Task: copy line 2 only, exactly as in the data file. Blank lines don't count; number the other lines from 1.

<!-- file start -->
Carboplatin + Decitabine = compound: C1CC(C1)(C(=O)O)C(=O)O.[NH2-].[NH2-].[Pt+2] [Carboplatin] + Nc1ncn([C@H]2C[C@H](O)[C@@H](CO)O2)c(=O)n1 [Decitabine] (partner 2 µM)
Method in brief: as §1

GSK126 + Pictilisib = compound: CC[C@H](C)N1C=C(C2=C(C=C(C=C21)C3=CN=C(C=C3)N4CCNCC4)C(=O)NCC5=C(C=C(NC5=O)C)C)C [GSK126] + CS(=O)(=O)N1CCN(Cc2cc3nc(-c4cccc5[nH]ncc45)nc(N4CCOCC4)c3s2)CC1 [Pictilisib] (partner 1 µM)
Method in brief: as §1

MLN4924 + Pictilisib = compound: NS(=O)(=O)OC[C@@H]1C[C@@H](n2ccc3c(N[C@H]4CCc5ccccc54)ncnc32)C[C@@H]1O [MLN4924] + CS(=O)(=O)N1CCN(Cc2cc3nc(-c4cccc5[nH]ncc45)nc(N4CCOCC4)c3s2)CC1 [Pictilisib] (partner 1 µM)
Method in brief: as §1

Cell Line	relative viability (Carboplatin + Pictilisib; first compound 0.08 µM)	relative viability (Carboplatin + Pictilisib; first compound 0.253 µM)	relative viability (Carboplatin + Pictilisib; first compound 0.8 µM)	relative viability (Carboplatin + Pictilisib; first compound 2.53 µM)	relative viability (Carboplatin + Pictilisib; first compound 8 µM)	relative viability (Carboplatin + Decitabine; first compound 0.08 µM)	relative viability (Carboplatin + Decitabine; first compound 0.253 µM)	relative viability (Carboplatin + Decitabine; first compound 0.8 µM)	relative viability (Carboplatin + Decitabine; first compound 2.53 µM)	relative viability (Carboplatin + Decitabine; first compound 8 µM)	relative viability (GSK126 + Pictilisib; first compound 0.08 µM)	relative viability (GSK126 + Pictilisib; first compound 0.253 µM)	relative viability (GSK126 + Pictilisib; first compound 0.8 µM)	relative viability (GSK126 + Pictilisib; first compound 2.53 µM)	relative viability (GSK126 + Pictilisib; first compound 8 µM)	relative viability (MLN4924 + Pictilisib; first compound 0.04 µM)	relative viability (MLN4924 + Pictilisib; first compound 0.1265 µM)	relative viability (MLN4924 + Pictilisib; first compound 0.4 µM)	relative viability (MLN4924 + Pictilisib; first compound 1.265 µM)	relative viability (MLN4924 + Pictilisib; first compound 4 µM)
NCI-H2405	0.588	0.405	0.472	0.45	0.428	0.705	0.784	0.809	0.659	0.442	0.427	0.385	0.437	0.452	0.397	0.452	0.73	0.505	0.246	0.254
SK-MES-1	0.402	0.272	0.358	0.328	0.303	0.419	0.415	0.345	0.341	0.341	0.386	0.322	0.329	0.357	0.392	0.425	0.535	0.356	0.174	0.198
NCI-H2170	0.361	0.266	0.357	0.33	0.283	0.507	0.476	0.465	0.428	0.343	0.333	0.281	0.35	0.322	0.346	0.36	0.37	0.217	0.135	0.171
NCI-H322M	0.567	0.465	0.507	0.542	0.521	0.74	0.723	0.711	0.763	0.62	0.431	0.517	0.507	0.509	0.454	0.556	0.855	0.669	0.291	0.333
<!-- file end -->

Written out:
Method in brief: as §1